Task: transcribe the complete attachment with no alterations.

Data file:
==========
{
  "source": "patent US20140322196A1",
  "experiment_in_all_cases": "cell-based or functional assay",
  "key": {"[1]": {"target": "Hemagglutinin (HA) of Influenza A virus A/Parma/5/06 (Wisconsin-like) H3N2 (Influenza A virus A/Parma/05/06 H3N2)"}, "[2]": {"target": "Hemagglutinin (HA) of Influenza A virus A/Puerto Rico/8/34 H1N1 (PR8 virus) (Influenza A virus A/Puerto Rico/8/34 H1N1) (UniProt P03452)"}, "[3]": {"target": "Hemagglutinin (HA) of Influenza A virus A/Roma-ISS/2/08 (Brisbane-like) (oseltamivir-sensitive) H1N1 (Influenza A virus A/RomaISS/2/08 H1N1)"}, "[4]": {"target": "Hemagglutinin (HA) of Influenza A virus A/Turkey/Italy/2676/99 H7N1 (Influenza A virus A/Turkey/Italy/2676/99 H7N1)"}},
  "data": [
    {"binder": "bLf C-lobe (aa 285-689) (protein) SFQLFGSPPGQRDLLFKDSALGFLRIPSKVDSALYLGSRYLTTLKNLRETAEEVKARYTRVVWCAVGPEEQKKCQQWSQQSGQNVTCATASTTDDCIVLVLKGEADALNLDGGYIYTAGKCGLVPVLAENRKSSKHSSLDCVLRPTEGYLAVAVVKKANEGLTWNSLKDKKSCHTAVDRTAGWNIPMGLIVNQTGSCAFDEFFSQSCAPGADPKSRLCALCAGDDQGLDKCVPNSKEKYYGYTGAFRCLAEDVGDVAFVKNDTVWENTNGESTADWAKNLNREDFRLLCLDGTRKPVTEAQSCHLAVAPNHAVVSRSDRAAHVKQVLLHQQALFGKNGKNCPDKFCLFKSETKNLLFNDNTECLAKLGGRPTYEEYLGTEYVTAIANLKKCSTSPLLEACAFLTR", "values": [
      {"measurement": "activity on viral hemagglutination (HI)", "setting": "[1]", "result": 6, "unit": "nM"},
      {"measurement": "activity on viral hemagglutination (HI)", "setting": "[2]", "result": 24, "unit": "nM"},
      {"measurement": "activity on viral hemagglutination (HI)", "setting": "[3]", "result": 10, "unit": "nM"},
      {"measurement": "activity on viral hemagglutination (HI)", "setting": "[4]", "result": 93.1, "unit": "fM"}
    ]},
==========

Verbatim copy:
{
  "source": "patent US20140322196A1",
  "experiment_in_all_cases": "cell-based or functional assay",
  "key": {"[1]": {"target": "Hemagglutinin (HA) of Influenza A virus A/Parma/5/06 (Wisconsin-like) H3N2 (Influenza A virus A/Parma/05/06 H3N2)"}, "[2]": {"target": "Hemagglutinin (HA) of Influenza A virus A/Puerto Rico/8/34 H1N1 (PR8 virus) (Influenza A virus A/Puerto Rico/8/34 H1N1) (UniProt P03452)"}, "[3]": {"target": "Hemagglutinin (HA) of Influenza A virus A/Roma-ISS/2/08 (Brisbane-like) (oseltamivir-sensitive) H1N1 (Influenza A virus A/RomaISS/2/08 H1N1)"}, "[4]": {"target": "Hemagglutinin (HA) of Influenza A virus A/Turkey/Italy/2676/99 H7N1 (Influenza A virus A/Turkey/Italy/2676/99 H7N1)"}},
  "data": [
    {"binder": "bLf C-lobe (aa 285-689) (protein) SFQLFGSPPGQRDLLFKDSALGFLRIPSKVDSALYLGSRYLTTLKNLRETAEEVKARYTRVVWCAVGPEEQKKCQQWSQQSGQNVTCATASTTDDCIVLVLKGEADALNLDGGYIYTAGKCGLVPVLAENRKSSKHSSLDCVLRPTEGYLAVAVVKKANEGLTWNSLKDKKSCHTAVDRTAGWNIPMGLIVNQTGSCAFDEFFSQSCAPGADPKSRLCALCAGDDQGLDKCVPNSKEKYYGYTGAFRCLAEDVGDVAFVKNDTVWENTNGESTADWAKNLNREDFRLLCLDGTRKPVTEAQSCHLAVAPNHAVVSRSDRAAHVKQVLLHQQALFGKNGKNCPDKFCLFKSETKNLLFNDNTECLAKLGGRPTYEEYLGTEYVTAIANLKKCSTSPLLEACAFLTR", "values": [
      {"measurement": "activity on viral hemagglutination (HI)", "setting": "[1]", "result": 6, "unit": "nM"},
      {"measurement": "activity on viral hemagglutination (HI)", "setting": "[2]", "result": 24, "unit": "nM"},
      {"measurement": "activity on viral hemagglutination (HI)", "setting": "[3]", "result": 10, "unit": "nM"},
      {"measurement": "activity on viral hemagglutination (HI)", "setting": "[4]", "result": 93.1, "unit": "fM"}
    ]},